Red eyes are a completely harmless side effect of marijuana and usually aren’t a problem. But, they can be a nuisance, especially for those who need to medicate with cannabis to get throughout the day. Due to the persistent stigma surrounding marijuana, attending work or university with bloodshot eyes can trigger unwanted attention and potential legal questioning. Fortunately, there are some strategies to reduce the severity of redeyes after using marijuana.
Over-the-counter eye drops designed to treat allergies, redness, and itching are the most effective way to alleviate red eyes. Basically, all variations of eye drops contain tetryzoline, which is an alpha-agonist that constricts blood vessels. Essentially, this reverses the dilation caused by THC, which then reduces blood flow to the eyes and the accompanying redness.
Other items you might have lying around the house can also trigger vasoconstriction. For instance, stimulants such as caffeine can help induce vasoconstriction. Therefore, drinking a fresh cup of coffee or enjoying a few squares of dark chocolate might help alleviate red eyes.
Cold water is also a strong vasoconstrictor. It forces the body to send blood toward our core to protect vital organs as part of a survival instinct. Splashing cold water on your face or placing an ice pack across your eyes can achieve this effect. If you’re brave enough, a cold shower or ice bath will also do the trick.
The redness will eventually subside and return to normal. Therefore, you can be patient and simply wait for THC to run through your system. The key question is, however, how long do your eyes stay red after smoking marijuana?
Unfortunately, the answer isn’t clear cut. You may have to wait from 2 to 12 hours, depending on a variety of factors, including the administration route and the dose of THC. For instance, when marijuana is smoked or vaporized, THC is rapidly absorbed into the bloodstream. Effects are felt within 2-5 minutes, peak within 15 to 30 minutes, and usually subside within one to three hours, depending on the dose.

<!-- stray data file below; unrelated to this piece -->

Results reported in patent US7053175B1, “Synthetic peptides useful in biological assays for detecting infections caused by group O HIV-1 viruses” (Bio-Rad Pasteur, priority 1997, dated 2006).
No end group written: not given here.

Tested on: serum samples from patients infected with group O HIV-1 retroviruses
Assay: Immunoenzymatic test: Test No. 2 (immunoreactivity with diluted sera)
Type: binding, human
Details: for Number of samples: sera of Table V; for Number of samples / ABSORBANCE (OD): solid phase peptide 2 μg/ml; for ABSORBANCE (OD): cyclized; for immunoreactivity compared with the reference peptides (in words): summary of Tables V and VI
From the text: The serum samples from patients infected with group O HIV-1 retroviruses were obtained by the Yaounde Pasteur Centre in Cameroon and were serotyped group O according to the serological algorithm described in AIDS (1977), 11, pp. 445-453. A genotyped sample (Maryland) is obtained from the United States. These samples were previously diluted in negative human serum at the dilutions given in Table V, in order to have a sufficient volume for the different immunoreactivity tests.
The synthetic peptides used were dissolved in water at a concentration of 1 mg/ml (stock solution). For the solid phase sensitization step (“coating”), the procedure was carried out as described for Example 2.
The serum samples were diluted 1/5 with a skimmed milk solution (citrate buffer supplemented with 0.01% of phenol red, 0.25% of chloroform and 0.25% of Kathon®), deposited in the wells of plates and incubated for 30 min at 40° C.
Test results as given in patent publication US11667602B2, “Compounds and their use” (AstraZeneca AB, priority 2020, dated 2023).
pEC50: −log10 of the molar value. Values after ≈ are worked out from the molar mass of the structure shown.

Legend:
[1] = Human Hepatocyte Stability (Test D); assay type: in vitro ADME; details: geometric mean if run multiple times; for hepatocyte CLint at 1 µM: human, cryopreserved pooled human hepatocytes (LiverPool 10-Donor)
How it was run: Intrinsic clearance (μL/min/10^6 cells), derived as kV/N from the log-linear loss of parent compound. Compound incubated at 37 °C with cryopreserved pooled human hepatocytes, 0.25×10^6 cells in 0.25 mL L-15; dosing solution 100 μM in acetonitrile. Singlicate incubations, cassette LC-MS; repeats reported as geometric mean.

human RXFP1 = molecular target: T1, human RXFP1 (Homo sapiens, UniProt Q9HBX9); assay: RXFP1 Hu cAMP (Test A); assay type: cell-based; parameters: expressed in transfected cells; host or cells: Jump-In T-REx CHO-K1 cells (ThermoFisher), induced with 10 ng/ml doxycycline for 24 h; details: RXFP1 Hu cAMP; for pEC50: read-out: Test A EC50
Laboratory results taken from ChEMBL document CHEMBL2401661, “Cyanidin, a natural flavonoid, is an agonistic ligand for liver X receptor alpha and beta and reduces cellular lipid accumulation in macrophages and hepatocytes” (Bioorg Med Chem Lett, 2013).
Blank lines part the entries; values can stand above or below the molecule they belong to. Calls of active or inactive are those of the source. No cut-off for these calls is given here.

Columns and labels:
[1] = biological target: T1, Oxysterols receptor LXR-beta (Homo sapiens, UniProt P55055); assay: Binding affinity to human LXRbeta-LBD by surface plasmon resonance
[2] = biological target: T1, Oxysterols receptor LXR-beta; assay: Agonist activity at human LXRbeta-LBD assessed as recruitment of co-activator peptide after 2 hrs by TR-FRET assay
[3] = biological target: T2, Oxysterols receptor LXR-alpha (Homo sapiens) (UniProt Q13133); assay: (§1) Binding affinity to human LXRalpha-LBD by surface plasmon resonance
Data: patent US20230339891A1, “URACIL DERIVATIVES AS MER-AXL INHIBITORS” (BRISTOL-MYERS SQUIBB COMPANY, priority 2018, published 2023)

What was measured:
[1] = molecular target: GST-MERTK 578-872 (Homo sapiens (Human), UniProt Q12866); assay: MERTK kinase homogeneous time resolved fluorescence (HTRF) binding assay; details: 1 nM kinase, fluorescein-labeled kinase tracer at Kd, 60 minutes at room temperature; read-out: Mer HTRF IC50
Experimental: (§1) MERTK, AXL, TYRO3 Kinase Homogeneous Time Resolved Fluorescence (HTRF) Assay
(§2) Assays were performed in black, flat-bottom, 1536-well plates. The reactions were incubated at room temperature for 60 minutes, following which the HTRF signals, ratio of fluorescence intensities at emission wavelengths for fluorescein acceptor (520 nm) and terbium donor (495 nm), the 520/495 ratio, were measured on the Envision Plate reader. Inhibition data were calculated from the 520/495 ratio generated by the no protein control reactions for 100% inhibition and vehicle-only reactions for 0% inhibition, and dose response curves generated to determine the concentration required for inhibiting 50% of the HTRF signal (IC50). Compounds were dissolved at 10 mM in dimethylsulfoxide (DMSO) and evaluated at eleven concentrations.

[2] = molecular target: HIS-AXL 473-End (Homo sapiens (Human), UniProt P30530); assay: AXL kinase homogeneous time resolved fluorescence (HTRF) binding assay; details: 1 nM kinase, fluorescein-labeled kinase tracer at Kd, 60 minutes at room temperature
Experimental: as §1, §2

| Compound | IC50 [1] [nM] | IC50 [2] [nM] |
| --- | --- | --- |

Edible THC, on the other hand, is much slower and longer-lasting. It takes effect within 30 to 90 minutes, reaches maximum effect after two to three hours, and can last for four to 12 hours, depending on the dose. Individual factors, including your tolerance, body weight, and metabolism, also impact the pharmacokinetics of marijuana and will determine how long it will take for your eyes to return to normal.
We’ve covered several ways to treat red eyes, but can this side effect be prevented from occurring in the first place?
Since THC is the main cannabinoid responsible for red eyes, opting for a low THC strain or using CBD only will minimize the unwanted side effect. Of course, you won’t experience the same psychoactive effects, although high-CBD strains are ideal for days you don’t want red eyes.
You may have read that staying hydrated can minimize the redness, but this is entirely false. The next best form of prevention is planning and time management. If you need to use marijuana before work or an important meeting, plan to do so well in advance to allow your body and eyes time to recover.